Manulife supports measures to reduce medication costs in Canada

Toronto, ON (Aug. 9, 2019) – Earlier today, the Government of Canada announced changes to the Patented Medicine Price Review Board.[1] These changes should significantly reduce the cost of new medicines in Canada.

Life and health insurers play a vital role by providing more than 25 million Canadians with access to a wide range of prescription drugs and other health supports through extended health care plans. Manulife has been working with government and health care stakeholders to promote solutions that lower the cost of medicines and extend prescription drug coverage to all Canadians through a wide range of benefit plans.

“Manulife strongly supports measures to reduce the cost of medications,” said Donna Carbell, Head of Group Benefits, Manulife Canada. “Today’s announcement is an important one because it will help employers continue to provide comprehensive drug coverage to employees and their families.”

Manulife is proud to work with more than 21,000 employers to deliver workplace health benefits including prescription drug coverage, dental and other health coverage to 5 million Canadians. Our plans are designed to help keep Canadian workers and their families healthy resulting in healthier workplaces for employees.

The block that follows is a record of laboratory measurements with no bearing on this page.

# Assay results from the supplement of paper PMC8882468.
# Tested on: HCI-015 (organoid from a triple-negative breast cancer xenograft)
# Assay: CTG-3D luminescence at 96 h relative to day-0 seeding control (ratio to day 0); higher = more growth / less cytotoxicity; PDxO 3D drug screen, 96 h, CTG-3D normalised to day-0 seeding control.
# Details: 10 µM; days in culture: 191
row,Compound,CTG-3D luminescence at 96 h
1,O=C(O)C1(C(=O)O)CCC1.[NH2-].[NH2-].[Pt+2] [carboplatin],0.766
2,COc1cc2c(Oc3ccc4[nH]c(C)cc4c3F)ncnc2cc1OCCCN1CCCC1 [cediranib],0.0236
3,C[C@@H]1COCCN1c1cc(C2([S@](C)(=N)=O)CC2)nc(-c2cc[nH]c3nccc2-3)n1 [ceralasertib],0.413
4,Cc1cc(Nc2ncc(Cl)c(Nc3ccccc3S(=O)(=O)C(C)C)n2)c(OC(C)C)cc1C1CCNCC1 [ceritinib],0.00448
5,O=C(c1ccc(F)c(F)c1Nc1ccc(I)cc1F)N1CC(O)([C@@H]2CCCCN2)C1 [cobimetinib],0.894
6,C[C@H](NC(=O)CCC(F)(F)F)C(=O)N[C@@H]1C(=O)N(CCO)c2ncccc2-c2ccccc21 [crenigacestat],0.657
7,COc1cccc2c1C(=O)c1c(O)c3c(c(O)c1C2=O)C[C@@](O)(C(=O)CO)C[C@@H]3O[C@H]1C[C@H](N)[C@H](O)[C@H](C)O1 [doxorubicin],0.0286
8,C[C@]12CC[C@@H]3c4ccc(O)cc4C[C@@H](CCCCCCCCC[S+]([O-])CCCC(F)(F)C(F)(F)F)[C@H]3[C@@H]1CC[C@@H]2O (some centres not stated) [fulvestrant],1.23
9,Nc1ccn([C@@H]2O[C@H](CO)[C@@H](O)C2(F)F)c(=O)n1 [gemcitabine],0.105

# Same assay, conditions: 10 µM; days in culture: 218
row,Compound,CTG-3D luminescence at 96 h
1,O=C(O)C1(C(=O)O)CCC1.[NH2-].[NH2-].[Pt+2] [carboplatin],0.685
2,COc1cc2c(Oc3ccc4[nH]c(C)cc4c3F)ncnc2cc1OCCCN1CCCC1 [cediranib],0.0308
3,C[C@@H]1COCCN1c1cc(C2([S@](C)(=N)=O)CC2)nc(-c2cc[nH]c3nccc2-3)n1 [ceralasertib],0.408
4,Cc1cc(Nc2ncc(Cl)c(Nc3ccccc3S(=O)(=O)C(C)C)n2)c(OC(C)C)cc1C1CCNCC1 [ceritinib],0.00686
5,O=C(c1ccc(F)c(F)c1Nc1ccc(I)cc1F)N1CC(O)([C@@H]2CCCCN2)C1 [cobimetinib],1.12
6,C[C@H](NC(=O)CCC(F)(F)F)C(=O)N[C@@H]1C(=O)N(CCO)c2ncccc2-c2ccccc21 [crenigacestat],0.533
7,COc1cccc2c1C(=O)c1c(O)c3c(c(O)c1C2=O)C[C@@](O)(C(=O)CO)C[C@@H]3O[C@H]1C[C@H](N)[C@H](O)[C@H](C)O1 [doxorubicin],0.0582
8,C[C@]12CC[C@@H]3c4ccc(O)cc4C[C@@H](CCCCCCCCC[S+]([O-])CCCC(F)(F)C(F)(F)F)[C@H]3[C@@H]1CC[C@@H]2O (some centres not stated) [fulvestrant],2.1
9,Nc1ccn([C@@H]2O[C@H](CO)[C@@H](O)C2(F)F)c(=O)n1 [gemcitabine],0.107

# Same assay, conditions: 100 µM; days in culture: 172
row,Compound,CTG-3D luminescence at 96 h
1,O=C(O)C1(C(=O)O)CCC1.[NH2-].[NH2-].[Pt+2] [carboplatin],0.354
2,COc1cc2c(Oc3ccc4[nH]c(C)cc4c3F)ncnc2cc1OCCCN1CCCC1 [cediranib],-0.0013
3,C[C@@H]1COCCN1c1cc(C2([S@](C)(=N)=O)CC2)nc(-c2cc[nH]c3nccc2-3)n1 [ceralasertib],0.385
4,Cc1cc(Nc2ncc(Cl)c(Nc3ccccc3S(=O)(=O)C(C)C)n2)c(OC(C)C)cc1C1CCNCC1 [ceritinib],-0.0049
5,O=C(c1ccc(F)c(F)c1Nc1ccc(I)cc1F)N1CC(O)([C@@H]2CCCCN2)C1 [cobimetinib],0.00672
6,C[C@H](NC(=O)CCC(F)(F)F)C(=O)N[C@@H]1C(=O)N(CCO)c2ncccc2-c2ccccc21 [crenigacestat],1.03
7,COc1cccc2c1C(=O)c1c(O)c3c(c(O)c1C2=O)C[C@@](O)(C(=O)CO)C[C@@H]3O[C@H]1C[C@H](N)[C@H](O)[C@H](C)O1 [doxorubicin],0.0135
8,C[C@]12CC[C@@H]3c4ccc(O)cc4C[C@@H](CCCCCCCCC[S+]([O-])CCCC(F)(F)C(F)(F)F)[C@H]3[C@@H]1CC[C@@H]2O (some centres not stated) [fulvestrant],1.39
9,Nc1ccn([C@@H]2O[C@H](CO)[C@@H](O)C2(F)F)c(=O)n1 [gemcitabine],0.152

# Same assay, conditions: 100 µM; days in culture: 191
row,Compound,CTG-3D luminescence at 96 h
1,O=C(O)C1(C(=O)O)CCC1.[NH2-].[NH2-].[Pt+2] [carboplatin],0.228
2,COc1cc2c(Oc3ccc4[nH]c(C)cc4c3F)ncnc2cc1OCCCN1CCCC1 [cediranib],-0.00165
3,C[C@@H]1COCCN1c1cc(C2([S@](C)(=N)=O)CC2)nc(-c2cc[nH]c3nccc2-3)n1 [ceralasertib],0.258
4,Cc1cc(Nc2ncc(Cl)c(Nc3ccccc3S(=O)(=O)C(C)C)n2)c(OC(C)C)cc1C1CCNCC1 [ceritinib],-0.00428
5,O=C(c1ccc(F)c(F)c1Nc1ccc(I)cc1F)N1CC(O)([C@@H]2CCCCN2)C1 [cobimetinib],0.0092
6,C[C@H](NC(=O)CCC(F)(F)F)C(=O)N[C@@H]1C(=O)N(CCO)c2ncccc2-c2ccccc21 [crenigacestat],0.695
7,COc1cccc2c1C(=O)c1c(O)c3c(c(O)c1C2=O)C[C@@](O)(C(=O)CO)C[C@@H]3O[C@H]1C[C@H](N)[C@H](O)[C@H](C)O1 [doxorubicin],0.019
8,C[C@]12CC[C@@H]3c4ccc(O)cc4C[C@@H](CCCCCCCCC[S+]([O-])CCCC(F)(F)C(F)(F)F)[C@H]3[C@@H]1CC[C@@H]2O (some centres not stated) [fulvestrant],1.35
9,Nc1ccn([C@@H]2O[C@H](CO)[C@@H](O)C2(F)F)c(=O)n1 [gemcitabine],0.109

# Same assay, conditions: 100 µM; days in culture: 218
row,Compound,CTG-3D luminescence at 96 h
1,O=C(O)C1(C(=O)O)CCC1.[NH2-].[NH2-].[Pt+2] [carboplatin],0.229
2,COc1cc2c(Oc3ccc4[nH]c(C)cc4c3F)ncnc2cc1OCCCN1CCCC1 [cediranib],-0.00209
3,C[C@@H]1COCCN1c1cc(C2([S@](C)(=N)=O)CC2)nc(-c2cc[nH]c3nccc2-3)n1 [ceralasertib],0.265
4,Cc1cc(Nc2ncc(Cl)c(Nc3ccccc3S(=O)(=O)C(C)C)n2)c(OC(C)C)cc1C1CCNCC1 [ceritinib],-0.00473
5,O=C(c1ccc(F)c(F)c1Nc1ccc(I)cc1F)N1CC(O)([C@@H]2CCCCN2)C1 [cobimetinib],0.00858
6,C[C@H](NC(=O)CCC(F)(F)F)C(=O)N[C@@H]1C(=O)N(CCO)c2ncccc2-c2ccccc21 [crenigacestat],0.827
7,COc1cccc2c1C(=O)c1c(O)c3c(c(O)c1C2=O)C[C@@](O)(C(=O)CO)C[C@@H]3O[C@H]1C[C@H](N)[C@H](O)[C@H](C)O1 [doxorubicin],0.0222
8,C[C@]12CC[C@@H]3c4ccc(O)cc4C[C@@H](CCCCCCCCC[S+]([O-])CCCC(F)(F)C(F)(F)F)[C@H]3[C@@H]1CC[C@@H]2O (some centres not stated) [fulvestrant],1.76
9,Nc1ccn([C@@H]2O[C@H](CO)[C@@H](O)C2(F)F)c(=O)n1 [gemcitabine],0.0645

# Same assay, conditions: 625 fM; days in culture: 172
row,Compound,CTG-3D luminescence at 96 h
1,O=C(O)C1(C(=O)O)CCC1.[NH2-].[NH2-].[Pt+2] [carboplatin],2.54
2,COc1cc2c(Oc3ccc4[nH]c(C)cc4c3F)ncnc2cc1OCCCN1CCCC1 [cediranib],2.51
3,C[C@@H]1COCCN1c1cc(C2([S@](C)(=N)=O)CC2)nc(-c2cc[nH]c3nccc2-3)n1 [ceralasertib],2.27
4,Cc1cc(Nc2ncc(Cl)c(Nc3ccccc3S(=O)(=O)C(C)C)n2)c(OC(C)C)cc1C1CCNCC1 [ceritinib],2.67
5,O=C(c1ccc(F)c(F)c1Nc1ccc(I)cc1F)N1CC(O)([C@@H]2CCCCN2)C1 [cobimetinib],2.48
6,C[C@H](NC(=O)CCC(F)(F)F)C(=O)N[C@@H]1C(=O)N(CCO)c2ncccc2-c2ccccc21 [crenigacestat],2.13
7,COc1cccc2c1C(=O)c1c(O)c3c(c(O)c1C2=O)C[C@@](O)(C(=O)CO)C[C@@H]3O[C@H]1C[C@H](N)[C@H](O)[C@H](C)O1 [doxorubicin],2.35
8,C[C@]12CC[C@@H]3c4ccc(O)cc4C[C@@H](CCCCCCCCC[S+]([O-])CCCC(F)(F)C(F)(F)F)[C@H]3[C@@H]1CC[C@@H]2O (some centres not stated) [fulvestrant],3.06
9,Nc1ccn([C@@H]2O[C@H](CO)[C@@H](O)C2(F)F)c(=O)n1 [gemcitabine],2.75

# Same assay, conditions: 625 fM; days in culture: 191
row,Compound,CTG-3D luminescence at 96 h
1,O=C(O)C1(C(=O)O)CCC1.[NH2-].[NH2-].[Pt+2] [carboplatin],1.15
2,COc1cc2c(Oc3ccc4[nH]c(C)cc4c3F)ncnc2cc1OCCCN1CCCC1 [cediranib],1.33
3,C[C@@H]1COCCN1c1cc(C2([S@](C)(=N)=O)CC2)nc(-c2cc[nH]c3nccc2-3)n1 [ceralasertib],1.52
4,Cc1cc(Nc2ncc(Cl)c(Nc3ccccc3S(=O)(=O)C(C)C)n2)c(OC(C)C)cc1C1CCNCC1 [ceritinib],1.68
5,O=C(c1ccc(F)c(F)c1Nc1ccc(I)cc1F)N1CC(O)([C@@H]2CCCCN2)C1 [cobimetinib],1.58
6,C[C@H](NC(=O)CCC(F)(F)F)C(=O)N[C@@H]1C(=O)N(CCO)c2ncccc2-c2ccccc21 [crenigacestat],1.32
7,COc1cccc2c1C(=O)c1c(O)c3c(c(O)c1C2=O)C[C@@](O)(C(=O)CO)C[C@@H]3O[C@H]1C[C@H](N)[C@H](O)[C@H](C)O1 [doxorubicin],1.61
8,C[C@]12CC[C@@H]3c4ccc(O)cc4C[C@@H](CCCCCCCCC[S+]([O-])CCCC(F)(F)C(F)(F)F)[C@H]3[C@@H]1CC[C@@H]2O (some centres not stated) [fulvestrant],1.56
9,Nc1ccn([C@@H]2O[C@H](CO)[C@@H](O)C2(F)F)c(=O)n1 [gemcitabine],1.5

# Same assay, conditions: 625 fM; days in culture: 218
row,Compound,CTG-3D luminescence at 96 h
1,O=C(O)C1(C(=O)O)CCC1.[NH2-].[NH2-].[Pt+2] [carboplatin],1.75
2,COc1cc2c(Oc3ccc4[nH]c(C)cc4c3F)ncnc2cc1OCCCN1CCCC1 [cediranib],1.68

1. See below (backgrounder): Government of Canada Announces Changes to Lower Drug Prices and Lay the Foundation for National Pharmacare.

About Manulife

Manulife Financial Corporation is a leading international financial services group that helps people make their decisions easier and lives better. We operate primarily as John Hancock in the United States and Manulife elsewhere. We provide financial advice, insurance, as well as wealth and asset management solutions for individuals, groups and institutions. At the end of 2018, we had more than 34,000 employees, over 82,000 agents, and thousands of distribution partners, serving almost 28 million customers. As of June 30, 2019, we had over $1.1 trillion (US$877 billion) in assets under management and administration, and in the previous 12 months we made $29.4 billion in payments to our customers. Our principal operations in Asia, Canada and the United States are where we have served customers for more than 100 years. With our global headquarters in Toronto, Canada, we trade as ‘MFC’ on the Toronto, New York, and the Philippine stock exchanges and under ‘945’ in Hong Kong. For more information, visit